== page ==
Project description:Commercially available serological methods for serodiagnosis of human anisakiasis either are poorly specific or do not include some of the most relevant Anisakis allergens. The use of selected recombinant allergens may improve serodiagnosis. To compare the diagnostic and clinical values of enzyme-linked immunosorbent assay (ELISA) methods based on Ani s 1 and Ani s 7 recombinant allergens and of the UniCAP 100 fluorescence enzyme immunoassay (CAP FEIA) system, we tested sera from 495 allergic and 25 non-food-related allergic patients. The decay in specific IgE antibodies in serum was also investigated in 15 positive patients over a period of 6 to 38 months. Considering sera that tested positive by either Ani s 1 or Ani s 7 ELISA, the CAP FEIA classified 25% of sera as falsely positive, mainly in the group of patients with the lowest levels of anti-Anisakis IgE antibodies, and 1.28% of positive sera as falsely negative. Considering allergens individually, the overall sensitivities of Ani s 7 ELISA and Ani s 1 ELISA were 94% and 61%, respectively. The results also showed that anti-Anisakis IgE antibodies can be detected in serum for longer with Ani s 1 ELISA than with Ani s 7 ELISA and CAP FEIA (P < 0.01). Our findings suggest that ELISA methods with Ani s 7 and Ani s 1 allergens as targets of IgE antibodies are currently the best option for serodiagnosis of human anisakiasis, combining specificity and sensitivity. The different persistence of anti-Ani s 1 and anti-Ani s 7 antibodies in serum may help clinicians to distinguish between recent and old Anisakis infections.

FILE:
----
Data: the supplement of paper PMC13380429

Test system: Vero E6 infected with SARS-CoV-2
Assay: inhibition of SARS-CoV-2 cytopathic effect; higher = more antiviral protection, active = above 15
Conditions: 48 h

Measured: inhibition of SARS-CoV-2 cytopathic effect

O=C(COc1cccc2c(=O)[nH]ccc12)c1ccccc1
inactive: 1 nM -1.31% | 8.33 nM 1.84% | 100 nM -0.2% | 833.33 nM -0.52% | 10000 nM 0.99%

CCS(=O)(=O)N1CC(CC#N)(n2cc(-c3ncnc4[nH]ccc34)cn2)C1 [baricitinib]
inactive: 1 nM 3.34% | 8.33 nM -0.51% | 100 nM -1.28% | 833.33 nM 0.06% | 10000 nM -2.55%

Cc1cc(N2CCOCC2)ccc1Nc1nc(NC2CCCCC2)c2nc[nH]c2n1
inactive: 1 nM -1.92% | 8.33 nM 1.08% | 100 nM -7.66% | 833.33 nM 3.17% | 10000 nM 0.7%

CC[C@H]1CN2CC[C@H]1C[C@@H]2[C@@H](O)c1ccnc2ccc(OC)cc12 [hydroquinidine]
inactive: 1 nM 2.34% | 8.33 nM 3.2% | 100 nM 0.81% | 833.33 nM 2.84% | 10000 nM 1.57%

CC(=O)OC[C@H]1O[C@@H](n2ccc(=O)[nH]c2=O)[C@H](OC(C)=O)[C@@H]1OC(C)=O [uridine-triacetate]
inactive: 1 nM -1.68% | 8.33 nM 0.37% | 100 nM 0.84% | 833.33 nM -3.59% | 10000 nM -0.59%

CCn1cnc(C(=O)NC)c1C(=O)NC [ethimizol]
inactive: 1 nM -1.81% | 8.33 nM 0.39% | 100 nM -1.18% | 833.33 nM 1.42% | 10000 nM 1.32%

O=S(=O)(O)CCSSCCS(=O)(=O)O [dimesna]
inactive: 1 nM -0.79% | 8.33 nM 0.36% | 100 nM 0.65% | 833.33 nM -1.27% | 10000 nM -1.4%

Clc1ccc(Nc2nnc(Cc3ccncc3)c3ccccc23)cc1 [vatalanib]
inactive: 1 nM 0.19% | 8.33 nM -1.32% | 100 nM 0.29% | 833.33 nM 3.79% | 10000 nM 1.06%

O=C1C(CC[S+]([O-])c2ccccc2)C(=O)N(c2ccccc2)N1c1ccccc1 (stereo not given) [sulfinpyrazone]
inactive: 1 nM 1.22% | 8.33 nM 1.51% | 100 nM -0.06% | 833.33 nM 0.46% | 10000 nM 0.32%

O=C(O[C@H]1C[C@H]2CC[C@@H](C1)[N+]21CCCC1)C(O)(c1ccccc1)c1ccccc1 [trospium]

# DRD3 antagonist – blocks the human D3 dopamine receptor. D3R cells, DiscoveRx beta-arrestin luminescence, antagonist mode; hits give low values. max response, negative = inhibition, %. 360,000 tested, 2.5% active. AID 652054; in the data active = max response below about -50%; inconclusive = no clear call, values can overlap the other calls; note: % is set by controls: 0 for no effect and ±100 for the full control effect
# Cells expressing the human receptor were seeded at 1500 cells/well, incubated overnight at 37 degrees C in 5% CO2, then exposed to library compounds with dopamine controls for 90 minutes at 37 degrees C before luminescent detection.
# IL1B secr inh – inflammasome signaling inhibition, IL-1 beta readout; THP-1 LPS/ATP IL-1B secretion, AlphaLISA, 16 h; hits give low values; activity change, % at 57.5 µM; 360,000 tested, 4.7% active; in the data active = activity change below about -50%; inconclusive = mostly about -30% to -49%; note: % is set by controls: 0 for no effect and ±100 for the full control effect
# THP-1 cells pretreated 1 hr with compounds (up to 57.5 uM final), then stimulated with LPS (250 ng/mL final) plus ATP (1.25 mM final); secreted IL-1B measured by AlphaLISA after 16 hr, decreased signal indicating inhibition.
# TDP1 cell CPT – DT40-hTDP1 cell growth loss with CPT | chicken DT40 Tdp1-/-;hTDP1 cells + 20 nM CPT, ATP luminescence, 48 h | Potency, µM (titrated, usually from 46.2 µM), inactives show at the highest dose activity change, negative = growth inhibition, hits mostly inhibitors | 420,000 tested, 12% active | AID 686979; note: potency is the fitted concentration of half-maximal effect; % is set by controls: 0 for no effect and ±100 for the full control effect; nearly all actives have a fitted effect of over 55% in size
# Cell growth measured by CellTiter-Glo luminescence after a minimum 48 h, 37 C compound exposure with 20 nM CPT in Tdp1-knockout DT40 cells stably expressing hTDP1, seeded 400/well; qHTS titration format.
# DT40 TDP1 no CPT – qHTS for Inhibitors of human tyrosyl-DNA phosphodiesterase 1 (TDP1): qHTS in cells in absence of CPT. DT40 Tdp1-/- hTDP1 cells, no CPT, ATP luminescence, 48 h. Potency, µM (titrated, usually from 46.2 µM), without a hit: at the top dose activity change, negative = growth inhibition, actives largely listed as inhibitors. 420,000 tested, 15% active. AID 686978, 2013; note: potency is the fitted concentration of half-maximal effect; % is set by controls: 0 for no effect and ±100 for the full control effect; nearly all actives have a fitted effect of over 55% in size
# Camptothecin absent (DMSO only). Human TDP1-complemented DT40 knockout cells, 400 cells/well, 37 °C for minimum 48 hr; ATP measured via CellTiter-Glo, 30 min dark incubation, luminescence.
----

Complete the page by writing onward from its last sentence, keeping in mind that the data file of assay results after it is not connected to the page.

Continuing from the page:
Project description:We undertook the first study systematically evaluating the risk of Anisakis-sensitization in Croatian fish-processing workers and potential genetic susceptibility to anisakiasis. Anti-Anisakis IgE seroprevalence and risk factors for 600 employees of Croatian fish processing facilities and 466 blood donor controls, were assessed by indirect ELISA targeted with: recombinant Ani s 1 and Ani s 7 allergens, an Anisakis crude extract, the commercial ImmunoCAP kit, and questionnaires. Genetic susceptibility to anisakiasis was evaluated by genotypisation of human leukocytes alleles (HLA). Anti-Anisakis seropositive and a fraction of negative subjects were also assessed by ELISA and Western Blot (WB) for IgG seroprevalence to Trichinella spp. Overall, the observed anti-Anisakis seroprevalence inferred by indirect ELISA was significantly higher in fish processing workers (1.8%, 95% CI 0.9-3.3%) compared to the controls (0%, 0-0.8%). Seven out of 11 Ani s 1 and Ani s 7-positives and none of selected 65 negative sera, tested positive on whole-Anisakis extract (ImmunoCAP), whereas Anisakis crude extract ELISA detected 3.9% (2.4-6.0%) seropositives in fish processing workers, three (14%) of which showed IgE reactivity to milk proteins. The highest risk associated with Anisakis-sensitization among workers was fishing in the free time, rather than any of attributes related to the occupational exposure. Although no association was observed between anti-Anisakis seropositivity and wearing gloves or protective goggles, the majority of workers (92%) wore protective gloves, minimizing the risk for Anisakis sensitization via skin contact. Six HLA alleles within DRB1 gene were significantly associated with seropositivity under dominant, allelic or recessive models. All sera confirmed negative for anti-Trichinella spp. IgG. The study exhaustively covered almost all marine fish processing workers in Croatia, reflecting real-time Anisakis sensitization status within the industry, already under the influence of wide array of allergens.